Board-Management Relationship: The most successful cooperatives have both strong boards and strong management. As a precursor to this the board should define the relationship it wants with management through policy. Policies in this category define how the board passes its power and responsibility to management, what is expected of management and how management will be compensated and evaluated. Generally, the board wants management to achieve the ends it has defined without violating any of its stated limits on means.
Clear expectations make it possible to evaluate effectively. If the board hasn't articulated how it should be, then how can it judge how it is? Explicit policies make the board's job easier.
Board Process: Finally the board should establish policies about its own job description and internal operations. The board's three primary job products are linkage with owners, developing policies in the four categories and assuring performance. The board obtains its legal and fiduciary authority and responsibility from the cooperative's member owners. It is the board's responsibility to develop and maintain organizational connection with the owners, and this linkage requires two-way communication. The board must understand and act upon the needs of the members and report the condition of the business to them. Linking with owners and establishing policy is not enough. The board must also ensure that the cooperative is performing as desired. This requires a satisfactory monitoring system and a resolve to take decisive action with respect to executive failure to perform.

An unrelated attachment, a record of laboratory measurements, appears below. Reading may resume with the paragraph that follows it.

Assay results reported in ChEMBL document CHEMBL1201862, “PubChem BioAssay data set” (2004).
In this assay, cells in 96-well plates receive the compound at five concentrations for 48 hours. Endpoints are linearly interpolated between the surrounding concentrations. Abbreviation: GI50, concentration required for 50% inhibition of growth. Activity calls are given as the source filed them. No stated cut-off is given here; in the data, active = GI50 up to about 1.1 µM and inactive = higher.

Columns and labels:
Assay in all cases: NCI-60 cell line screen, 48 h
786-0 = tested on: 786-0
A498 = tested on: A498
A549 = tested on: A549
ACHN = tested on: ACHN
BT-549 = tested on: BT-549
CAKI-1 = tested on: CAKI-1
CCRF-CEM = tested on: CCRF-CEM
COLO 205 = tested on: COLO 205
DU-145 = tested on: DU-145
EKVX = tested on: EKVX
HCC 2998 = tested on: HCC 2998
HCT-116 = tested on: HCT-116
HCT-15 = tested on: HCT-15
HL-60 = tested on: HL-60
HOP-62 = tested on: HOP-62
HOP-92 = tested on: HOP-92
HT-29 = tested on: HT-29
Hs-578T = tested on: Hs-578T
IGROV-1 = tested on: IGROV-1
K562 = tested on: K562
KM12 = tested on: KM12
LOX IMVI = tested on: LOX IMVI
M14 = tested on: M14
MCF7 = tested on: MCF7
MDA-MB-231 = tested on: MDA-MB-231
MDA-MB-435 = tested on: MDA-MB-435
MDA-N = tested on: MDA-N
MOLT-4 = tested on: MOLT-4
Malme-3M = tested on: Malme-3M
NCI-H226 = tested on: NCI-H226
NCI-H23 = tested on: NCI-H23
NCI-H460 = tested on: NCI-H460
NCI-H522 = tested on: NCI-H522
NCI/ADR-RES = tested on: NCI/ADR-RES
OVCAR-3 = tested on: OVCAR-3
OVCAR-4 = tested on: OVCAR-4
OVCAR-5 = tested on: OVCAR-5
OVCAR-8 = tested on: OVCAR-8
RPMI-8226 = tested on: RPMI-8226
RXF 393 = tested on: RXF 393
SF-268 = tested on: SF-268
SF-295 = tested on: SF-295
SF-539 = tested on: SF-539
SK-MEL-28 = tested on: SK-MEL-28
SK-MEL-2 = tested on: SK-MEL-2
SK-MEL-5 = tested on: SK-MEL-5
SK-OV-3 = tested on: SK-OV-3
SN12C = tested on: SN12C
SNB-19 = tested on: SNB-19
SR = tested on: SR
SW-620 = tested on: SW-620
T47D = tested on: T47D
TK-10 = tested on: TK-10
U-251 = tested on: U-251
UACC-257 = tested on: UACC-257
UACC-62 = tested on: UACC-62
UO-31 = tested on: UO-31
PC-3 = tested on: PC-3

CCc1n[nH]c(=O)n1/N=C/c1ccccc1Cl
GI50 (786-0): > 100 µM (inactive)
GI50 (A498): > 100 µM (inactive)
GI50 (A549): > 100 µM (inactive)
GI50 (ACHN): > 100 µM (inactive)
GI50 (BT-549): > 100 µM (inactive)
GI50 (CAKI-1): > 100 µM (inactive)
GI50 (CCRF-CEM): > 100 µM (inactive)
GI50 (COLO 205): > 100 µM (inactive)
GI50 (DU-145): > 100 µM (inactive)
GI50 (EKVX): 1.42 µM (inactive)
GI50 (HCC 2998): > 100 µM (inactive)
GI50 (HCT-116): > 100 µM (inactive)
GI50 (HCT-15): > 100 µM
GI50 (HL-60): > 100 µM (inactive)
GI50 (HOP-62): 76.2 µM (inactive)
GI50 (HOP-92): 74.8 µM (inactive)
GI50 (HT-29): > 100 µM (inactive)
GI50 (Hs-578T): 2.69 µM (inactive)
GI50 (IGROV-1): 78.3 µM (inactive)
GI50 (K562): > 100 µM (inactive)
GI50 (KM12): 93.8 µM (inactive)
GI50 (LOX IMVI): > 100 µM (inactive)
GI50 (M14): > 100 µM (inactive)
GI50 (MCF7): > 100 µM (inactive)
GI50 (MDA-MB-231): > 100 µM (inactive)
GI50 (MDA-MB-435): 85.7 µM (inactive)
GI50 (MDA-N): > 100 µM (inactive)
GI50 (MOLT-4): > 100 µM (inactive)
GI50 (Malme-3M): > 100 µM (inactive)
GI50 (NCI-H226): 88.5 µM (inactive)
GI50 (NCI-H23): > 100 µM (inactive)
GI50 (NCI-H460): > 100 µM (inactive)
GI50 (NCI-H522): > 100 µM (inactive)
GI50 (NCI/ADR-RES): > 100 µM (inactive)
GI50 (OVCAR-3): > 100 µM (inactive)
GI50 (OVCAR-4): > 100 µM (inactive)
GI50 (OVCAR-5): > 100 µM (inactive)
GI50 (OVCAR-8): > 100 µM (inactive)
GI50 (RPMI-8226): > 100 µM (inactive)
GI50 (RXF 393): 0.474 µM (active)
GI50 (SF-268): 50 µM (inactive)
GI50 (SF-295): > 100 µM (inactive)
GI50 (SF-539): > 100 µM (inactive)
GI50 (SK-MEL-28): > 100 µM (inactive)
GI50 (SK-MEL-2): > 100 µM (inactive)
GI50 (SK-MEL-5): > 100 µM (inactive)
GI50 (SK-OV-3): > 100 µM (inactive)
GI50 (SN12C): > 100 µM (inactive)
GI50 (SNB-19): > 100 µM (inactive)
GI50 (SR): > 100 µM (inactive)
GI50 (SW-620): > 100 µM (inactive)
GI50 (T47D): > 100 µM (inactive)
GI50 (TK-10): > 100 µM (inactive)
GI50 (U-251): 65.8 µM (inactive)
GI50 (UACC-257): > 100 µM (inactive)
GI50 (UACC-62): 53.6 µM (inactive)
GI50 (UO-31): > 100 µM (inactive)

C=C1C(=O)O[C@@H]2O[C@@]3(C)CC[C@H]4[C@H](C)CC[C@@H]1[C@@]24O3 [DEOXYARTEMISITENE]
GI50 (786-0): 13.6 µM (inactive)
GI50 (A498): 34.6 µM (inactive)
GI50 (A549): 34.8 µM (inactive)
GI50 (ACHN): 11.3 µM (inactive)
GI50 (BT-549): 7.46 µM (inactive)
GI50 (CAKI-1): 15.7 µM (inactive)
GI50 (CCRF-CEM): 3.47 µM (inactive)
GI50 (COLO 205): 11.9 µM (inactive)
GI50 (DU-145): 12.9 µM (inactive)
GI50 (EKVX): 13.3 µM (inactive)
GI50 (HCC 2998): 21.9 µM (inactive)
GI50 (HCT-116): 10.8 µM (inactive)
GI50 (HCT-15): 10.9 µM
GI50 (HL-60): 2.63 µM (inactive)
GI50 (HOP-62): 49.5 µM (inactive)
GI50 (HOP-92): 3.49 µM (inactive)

Having adopted a formal statement about its job, the board must then determine what standards of discipline and what structures are necessary to keep the board focused on its task. Finally, the board should develop policies in this category to help it evaluate its own performance.
Defining policies in the four categories creates the framework from which all organizational activity occurs. By making explicit statements about values, the board maintains control without sacrificing efficiency. Policies should be categorized in a way that ensures that all areas are covered and should clearly state the board's priorities. Finally, policies should be easy to monitor and manage from.
The next article in this series will focus on monitoring policies and the board's role in the assurance of performance.
Ideas for this article are drawn from: Boards That Make a Difference: A New Design for Leadership in Non-Profit and Public Organizations, written by John Carver. San Francisco: Jossey-Bass (1990).
Categories of Board Policies
1. Ends to be achieved - purpose. What should the results be? Set of values about the intended impact of the organization. What needs are satisfied, for whom, and at what cost?
2. Executive limitations - means. When ends are clearly stated, the only remaining question is "How do we get there?" A board's primary interest in the "means" is that they be effective (really a measure of end result), prudent and ethical.
3. Board-staff relationships - approach to delegation. View of CEO role. Method of assessing and compensating performance.
4. Process of governance - the board's job description. Linkage with member/owners and public. Monitoring tools. Board processes and structures.